I flew PHL to CDG about a week and a half before Christmas. I had prepared myself (and the contents of my suitcase) for cold December weather. But I also knew the trade-off was busy Parisian families Christmas tree shopping, the Champs-Elysees lit for Christmas from Place de la Concorde up to the Arc de Triomphe. I was on a Paris high that the weather could not deflate! I traipsed around Paris for 7 days in cold and often rainy and windy December weather. It was wholly worth it. An Irish friend working in Paris commented that I have stamina that she hasn’t observed before, and honestly, I don’t know if I have either! The city so engulfed me that I was alive even in bitter weather conditions!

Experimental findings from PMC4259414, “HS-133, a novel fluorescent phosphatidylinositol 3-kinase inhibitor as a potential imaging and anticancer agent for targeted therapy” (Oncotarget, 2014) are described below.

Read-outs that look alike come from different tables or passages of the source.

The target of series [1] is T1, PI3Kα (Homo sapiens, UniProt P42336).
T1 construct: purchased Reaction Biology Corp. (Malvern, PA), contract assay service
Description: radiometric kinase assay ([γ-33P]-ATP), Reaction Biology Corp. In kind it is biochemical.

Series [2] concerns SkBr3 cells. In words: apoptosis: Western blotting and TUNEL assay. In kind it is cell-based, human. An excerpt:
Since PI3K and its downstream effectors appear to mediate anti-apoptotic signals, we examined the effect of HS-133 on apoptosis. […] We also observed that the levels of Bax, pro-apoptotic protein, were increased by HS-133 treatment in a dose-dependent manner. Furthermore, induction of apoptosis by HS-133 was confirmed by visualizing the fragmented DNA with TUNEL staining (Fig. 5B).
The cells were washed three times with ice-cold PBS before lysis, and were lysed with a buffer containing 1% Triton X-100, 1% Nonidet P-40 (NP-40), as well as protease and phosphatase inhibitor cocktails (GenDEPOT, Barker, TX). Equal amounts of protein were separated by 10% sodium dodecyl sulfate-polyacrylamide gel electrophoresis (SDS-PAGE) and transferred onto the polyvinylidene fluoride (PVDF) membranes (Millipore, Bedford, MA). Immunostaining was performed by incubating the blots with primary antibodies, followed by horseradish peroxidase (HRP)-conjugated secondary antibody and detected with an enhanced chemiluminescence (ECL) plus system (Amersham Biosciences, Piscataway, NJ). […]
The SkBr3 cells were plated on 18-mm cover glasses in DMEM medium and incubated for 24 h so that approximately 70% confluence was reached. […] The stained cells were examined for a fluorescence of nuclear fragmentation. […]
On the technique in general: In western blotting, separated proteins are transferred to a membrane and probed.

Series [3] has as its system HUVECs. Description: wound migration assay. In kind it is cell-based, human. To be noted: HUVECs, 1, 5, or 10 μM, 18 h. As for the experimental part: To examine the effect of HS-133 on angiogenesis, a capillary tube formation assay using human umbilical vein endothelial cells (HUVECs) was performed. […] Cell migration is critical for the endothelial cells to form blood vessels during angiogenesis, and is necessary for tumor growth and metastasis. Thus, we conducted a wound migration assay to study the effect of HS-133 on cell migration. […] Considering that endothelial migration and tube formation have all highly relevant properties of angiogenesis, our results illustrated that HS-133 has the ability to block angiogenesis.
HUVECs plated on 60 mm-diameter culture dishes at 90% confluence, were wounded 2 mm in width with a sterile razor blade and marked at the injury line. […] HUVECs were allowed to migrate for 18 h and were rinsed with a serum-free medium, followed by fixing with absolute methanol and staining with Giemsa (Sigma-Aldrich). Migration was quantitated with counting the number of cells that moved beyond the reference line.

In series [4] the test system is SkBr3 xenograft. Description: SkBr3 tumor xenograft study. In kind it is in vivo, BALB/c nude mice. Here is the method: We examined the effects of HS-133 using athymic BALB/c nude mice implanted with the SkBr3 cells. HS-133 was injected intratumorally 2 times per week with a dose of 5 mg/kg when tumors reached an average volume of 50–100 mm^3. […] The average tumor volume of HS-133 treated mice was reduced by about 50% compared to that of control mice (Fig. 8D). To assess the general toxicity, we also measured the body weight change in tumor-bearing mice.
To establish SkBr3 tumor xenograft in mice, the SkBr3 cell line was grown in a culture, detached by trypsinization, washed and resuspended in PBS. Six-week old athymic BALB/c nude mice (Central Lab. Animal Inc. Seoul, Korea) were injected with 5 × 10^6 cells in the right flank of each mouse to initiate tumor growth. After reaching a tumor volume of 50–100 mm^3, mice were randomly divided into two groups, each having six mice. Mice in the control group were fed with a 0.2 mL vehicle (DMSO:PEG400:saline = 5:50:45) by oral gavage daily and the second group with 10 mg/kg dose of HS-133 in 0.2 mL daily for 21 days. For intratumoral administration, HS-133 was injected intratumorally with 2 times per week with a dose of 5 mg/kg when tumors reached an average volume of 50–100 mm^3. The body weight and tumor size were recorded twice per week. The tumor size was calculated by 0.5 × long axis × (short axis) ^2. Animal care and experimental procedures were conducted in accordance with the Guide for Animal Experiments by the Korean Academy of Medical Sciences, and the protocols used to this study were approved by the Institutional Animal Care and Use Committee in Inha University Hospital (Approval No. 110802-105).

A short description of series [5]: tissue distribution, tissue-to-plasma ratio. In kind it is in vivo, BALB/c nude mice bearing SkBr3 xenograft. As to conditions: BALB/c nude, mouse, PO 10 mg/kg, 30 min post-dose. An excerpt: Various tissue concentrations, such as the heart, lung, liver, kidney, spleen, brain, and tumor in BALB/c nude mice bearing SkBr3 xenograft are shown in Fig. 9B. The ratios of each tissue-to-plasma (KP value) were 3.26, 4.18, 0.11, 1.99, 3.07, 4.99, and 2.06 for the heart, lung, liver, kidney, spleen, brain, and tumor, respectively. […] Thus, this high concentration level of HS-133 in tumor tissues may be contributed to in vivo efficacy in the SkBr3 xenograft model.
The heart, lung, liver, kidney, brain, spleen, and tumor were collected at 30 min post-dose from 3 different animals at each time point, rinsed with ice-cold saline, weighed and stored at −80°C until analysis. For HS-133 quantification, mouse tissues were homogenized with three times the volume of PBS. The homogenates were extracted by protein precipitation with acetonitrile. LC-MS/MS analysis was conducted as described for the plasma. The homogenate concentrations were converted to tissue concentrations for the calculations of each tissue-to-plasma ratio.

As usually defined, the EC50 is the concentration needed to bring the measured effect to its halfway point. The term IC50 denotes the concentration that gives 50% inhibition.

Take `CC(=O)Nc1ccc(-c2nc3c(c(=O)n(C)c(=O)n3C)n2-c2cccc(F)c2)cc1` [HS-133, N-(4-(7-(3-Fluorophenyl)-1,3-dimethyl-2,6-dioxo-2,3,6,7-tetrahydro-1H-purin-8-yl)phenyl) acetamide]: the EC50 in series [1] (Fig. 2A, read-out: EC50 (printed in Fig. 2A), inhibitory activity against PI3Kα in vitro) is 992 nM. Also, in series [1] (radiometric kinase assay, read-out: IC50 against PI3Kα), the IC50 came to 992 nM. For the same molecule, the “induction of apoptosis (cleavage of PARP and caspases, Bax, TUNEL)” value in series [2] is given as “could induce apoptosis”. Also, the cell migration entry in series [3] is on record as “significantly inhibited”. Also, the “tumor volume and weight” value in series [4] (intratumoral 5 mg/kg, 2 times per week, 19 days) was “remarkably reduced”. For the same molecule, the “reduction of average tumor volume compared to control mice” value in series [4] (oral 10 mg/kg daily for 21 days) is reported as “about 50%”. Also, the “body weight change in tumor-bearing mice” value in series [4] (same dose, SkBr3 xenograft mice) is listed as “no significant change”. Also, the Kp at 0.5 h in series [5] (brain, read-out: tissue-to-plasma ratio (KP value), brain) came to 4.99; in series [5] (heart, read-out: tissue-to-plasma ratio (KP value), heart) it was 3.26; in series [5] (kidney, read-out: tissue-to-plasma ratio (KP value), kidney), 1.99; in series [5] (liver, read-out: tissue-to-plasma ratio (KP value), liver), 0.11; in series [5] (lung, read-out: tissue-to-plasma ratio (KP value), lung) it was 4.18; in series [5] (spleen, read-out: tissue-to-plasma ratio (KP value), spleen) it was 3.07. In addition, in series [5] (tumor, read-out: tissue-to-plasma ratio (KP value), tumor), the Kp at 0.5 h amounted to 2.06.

The thing about being there, being away in a different culture, with a non-native language and an overall different way of existing, is that suddenly it all becomes quite lucid. Without meaning to do so, without the noise of everyday life, existence is clear and simplified. You wouldn’t think that right off, given the brainpower that is required to muster words for the smallest of tasks, but somehow, away from the phone, you get back to something so lost in our current time. I walked and thought and it was tiring for my body since the weather was so cold, rainy and windy, but it really was a time of renewal given my separation with my, well, with my life. It’s been almost two years since I moved to Florida. Two years. I have begun to carve out a life there, an unexpected life, so different than anything I would have thought. I never really pictured what my life might be like, but if I ever had a picture of what it wouldn’t be, this is probably it. Flying to Paris from Philadelphia felt so right. There isn’t any way to describe it. I felt all lit up inside while I was there, and this renewed sense of spirit for living is with me now, even though some difficult times. My resolutions were made clear to me, and they began in those days, not January 1! I had the chance to spend Sunday in PHL with my family before I flew to Paris on Monday night. We went to a Christmas concert at our church on Sunday afternoon and had a little family party afterwards to celebrate my father’s birthday. Nice times. It was nice to leave for Paris from there, especially during the Christmas season. So much about being in PA has changed that even if I moved back there tomorrow, it would be so different. No matter what though, I am never displaced there. I’m always at home, in all of my haunts, because it is me. It’s who I am and I feel so recognizable there even though so little is the same about what life used to be like there for me. It’s true that everything changes when you leave some place. As much as I hate to admit it, I am barreling through my fears and my apprehensions about life. I have tackled a lot, but still, not the big one. I think going to Paris, being there, and feeling at home there, helped me feel again. It helped me feel again in a deep way. Moving away from PA to West Palm Beach required me to toughen up my courage and strength. Ever an optimist, yet increasingly wary. I need to be better about being open. I didn’t feel haunted there. I think as a result I had the chance to realize in absence what needed to change.